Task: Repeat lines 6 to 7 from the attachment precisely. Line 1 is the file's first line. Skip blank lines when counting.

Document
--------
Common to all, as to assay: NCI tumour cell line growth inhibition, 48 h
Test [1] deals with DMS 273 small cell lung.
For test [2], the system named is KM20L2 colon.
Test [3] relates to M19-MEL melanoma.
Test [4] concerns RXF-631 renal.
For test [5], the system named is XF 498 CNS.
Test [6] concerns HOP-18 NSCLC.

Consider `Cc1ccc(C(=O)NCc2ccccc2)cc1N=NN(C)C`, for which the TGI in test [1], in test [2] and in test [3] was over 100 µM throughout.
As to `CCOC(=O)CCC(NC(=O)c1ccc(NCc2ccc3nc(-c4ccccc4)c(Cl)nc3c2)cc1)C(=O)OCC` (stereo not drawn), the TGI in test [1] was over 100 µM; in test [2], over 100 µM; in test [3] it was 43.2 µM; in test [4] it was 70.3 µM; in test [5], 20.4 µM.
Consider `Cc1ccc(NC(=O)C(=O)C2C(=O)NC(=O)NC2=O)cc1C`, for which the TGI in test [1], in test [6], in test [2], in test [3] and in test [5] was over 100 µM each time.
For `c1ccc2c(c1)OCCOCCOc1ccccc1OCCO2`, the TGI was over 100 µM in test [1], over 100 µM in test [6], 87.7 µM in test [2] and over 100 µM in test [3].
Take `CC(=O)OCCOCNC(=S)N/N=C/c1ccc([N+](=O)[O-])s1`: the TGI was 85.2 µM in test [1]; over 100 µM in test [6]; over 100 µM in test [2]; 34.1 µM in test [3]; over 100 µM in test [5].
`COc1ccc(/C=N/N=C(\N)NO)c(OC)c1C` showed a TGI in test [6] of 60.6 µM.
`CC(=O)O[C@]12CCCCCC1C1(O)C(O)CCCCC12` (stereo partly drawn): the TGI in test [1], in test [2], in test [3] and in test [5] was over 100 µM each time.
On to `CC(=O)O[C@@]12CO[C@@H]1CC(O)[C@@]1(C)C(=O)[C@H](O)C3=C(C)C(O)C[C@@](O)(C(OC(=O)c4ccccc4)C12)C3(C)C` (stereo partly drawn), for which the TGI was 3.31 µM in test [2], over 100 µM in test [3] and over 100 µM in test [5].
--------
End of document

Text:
For test [5], the system named is XF 498 CNS.
Test [6] concerns HOP-18 NSCLC.